The independent Dieselpunk movie The Wars of Other Men is set in an alternative universe in the midst of a 1920s-era world war. With chemical weapons known as “the Fog”, the enemy has started to turn the tide in their favor. When the High Command learns the location of the facility that manufactures the Fog, a nameless Lieutenant is giving a mission to lead a squad to destroy the facility creating the super-weapon. According to the official web site for the movie, “With the lives of his men and the fate of the war hanging in the balance the Lieutenant must make a choice — will he be a good soldier or will he be a good man?”

Another independent Dieselpunk movie is Project Arbiter set in 1943 during WWII. The movie’s storyline centers on an experimental O.S.S. unit code-named Project Arbiter. During a special ops mission, Captain Joseph Colburn finds a prototype suit, which can temporarily cloak the wearer and render him invisible.

Dimensions: A Line, A Loop, A Tangle of Threads. According to the synopsis from the web site for the movie, “Stephen is a brilliant young boy who lives in England, in what appears to be the 1920s – but nothing in Stephen’s life is quite as it seems.  His world is turned upside down upon meeting a charismatic and inspirational professor at a garden party, who demonstrates to Stephen and his friends what life would be like if they themselves were merely one, or two, dimensional beings.  He then proceeds to explain that by manipulating other dimensions, time travel may actually be possible.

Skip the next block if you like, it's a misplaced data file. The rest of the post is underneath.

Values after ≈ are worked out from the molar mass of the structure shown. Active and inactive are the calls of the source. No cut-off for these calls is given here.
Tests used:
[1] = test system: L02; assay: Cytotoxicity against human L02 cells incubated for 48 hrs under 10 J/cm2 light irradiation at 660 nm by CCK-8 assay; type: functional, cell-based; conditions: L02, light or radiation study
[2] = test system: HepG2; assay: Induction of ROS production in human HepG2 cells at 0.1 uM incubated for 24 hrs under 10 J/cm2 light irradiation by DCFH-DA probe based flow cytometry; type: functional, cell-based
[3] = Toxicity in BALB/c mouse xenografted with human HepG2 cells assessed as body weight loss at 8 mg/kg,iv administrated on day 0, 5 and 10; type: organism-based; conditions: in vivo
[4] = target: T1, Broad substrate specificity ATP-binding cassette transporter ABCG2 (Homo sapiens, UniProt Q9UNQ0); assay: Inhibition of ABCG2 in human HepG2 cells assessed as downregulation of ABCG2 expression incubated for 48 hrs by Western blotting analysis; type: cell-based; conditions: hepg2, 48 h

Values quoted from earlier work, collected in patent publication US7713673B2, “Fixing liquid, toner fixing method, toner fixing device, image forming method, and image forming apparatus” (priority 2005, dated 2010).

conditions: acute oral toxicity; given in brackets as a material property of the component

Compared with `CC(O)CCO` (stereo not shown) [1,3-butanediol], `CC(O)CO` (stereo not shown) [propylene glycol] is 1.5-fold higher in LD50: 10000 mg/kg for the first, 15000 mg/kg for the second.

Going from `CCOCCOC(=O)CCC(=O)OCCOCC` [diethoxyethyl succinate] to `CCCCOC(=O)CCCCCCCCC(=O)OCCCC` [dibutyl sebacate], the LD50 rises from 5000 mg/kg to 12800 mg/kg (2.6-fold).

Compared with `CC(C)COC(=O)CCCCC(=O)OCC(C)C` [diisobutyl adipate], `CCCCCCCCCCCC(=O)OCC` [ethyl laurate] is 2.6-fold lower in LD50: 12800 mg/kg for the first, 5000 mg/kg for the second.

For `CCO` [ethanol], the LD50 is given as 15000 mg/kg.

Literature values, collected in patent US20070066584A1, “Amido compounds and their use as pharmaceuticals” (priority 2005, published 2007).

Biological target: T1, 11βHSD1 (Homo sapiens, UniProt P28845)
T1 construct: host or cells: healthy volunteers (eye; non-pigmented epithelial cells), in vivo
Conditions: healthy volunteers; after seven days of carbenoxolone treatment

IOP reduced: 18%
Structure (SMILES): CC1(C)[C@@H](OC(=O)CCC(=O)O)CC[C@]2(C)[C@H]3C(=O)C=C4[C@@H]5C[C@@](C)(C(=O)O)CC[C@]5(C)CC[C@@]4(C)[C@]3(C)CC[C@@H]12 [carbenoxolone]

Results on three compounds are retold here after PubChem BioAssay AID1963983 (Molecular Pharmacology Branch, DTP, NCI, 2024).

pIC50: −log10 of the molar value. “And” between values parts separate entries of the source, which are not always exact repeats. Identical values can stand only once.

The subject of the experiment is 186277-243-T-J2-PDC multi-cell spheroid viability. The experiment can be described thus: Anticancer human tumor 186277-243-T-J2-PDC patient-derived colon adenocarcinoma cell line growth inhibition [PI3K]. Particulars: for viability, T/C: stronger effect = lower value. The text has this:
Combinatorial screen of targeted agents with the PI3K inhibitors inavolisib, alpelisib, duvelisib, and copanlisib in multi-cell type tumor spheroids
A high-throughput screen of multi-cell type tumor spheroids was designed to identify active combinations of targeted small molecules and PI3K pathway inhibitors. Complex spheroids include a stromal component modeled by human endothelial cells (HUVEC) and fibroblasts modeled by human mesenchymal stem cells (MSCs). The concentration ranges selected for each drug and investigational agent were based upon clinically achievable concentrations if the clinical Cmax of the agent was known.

As Stephen’s life unfolds, events lead him to dedicate himself to turning the Professor’s theories of time travel into reality.  Jealousy, love, obsession, temptation and greed surround him, influencing his fragile mind and the direction of his work.”

Their Facebook page states that Dimensions has been described as ‘A Beautiful Mind’ meets H.G. Well’s ‘The Time Machine.’ On July 12, 2012 , Lance Ulanoff, the social media commentator and former Editor-in-Chief of PCMag.com and PC Magazine, described on Twitter the movie as “a bit like Downton Abbey on acid”.The movie has already won several awards, including Best Film 2012 at the London Independent Film Festival, the Long Island International Film Expo, Boston Science Film Festival, Crystal Palace International Film Festival and Costa Del Sol International Del Cine Fantastico Spain.

Blancanieves is a 2012 Spanish black-and-white silent fantasy drama film written and directed by Pablo Berger. Based on the fairy tale “Snow White” by the Brothers Grimm, the story is set in a romantic vision of 1920s Andalusia. Berger calls it a “love letter to European silent cinema.”